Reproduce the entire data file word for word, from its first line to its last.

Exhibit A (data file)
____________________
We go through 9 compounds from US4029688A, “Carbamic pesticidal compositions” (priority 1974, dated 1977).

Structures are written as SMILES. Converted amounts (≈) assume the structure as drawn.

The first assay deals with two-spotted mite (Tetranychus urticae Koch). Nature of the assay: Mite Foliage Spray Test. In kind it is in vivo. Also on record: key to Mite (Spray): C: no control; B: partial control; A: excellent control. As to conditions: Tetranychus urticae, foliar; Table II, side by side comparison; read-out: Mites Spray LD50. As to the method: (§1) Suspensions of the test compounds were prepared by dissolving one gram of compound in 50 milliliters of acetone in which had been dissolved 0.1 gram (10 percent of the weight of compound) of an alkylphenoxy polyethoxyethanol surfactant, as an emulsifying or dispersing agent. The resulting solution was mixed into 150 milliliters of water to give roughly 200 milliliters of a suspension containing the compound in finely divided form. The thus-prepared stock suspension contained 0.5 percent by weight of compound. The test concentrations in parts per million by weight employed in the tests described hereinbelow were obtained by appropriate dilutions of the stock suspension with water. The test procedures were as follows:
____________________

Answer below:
We go through 9 compounds from US4029688A, “Carbamic pesticidal compositions” (priority 1974, dated 1977).

Structures are written as SMILES. Converted amounts (≈) assume the structure as drawn.

The first assay deals with two-spotted mite (Tetranychus urticae Koch). Nature of the assay: Mite Foliage Spray Test. In kind it is in vivo. Also on record: key to Mite (Spray): C: no control; B: partial control; A: excellent control. As to conditions: Tetranychus urticae, foliar; Table II, side by side comparison; read-out: Mites Spray LD50. As to the method: (§1) Suspensions of the test compounds were prepared by dissolving one gram of compound in 50 milliliters of acetone in which had been dissolved 0.1 gram (10 percent of the weight of compound) of an alkylphenoxy polyethoxyethanol surfactant, as an emulsifying or dispersing agent. The resulting solution was mixed into 150 milliliters of water to give roughly 200 milliliters of a suspension containing the compound in finely divided form. The thus-prepared stock suspension contained 0.5 percent by weight of compound. The test concentrations in parts per million by weight employed in the tests described hereinbelow were obtained by appropriate dilutions of the stock suspension with water. The test procedures were as follows: